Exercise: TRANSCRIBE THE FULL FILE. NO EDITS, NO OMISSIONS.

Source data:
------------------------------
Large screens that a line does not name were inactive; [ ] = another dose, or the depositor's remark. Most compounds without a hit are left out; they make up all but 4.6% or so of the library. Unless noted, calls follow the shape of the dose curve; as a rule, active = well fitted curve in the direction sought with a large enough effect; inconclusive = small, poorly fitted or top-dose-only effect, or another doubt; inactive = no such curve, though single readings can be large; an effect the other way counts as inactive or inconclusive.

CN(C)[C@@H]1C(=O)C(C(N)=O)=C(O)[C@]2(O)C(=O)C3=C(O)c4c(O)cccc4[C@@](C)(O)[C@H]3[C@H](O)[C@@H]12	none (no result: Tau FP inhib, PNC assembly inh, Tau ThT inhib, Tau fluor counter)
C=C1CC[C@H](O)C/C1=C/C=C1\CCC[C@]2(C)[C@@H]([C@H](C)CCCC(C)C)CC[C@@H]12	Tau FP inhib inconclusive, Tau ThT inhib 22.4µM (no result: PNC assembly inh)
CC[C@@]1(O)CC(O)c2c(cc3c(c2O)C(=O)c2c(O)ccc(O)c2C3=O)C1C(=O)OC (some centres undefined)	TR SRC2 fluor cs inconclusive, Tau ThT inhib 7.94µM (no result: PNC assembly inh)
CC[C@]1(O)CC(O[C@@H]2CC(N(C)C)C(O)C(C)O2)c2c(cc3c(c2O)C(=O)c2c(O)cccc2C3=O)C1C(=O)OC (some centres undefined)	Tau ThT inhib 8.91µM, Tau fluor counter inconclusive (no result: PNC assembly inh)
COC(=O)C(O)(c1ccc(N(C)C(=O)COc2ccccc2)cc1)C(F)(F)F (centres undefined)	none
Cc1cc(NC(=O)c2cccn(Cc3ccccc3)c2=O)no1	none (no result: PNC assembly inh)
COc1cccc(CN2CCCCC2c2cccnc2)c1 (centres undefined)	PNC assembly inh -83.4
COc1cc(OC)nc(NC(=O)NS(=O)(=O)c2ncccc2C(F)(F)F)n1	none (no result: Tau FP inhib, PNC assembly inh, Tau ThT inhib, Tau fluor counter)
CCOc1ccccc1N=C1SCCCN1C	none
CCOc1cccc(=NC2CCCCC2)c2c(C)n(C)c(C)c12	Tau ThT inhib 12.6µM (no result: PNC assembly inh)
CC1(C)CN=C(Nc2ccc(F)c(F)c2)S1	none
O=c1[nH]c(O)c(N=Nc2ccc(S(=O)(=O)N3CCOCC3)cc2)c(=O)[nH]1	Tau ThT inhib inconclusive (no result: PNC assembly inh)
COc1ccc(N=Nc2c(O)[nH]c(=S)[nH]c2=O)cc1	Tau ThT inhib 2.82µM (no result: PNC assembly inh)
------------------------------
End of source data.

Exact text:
Large screens that a line does not name were inactive; [ ] = another dose, or the depositor's remark. Most compounds without a hit are left out; they make up all but 4.6% or so of the library. Unless noted, calls follow the shape of the dose curve; as a rule, active = well fitted curve in the direction sought with a large enough effect; inconclusive = small, poorly fitted or top-dose-only effect, or another doubt; inactive = no such curve, though single readings can be large; an effect the other way counts as inactive or inconclusive.

CN(C)[C@@H]1C(=O)C(C(N)=O)=C(O)[C@]2(O)C(=O)C3=C(O)c4c(O)cccc4[C@@](C)(O)[C@H]3[C@H](O)[C@@H]12	none (no result: Tau FP inhib, PNC assembly inh, Tau ThT inhib, Tau fluor counter)
C=C1CC[C@H](O)C/C1=C/C=C1\CCC[C@]2(C)[C@@H]([C@H](C)CCCC(C)C)CC[C@@H]12	Tau FP inhib inconclusive, Tau ThT inhib 22.4µM (no result: PNC assembly inh)
CC[C@@]1(O)CC(O)c2c(cc3c(c2O)C(=O)c2c(O)ccc(O)c2C3=O)C1C(=O)OC (some centres undefined)	TR SRC2 fluor cs inconclusive, Tau ThT inhib 7.94µM (no result: PNC assembly inh)
CC[C@]1(O)CC(O[C@@H]2CC(N(C)C)C(O)C(C)O2)c2c(cc3c(c2O)C(=O)c2c(O)cccc2C3=O)C1C(=O)OC (some centres undefined)	Tau ThT inhib 8.91µM, Tau fluor counter inconclusive (no result: PNC assembly inh)
COC(=O)C(O)(c1ccc(N(C)C(=O)COc2ccccc2)cc1)C(F)(F)F (centres undefined)	none
Cc1cc(NC(=O)c2cccn(Cc3ccccc3)c2=O)no1	none (no result: PNC assembly inh)
COc1cccc(CN2CCCCC2c2cccnc2)c1 (centres undefined)	PNC assembly inh -83.4
COc1cc(OC)nc(NC(=O)NS(=O)(=O)c2ncccc2C(F)(F)F)n1	none (no result: Tau FP inhib, PNC assembly inh, Tau ThT inhib, Tau fluor counter)
CCOc1ccccc1N=C1SCCCN1C	none
CCOc1cccc(=NC2CCCCC2)c2c(C)n(C)c(C)c12	Tau ThT inhib 12.6µM (no result: PNC assembly inh)
CC1(C)CN=C(Nc2ccc(F)c(F)c2)S1	none
O=c1[nH]c(O)c(N=Nc2ccc(S(=O)(=O)N3CCOCC3)cc2)c(=O)[nH]1	Tau ThT inhib inconclusive (no result: PNC assembly inh)
COc1ccc(N=Nc2c(O)[nH]c(=S)[nH]c2=O)cc1	Tau ThT inhib 2.82µM (no result: PNC assembly inh)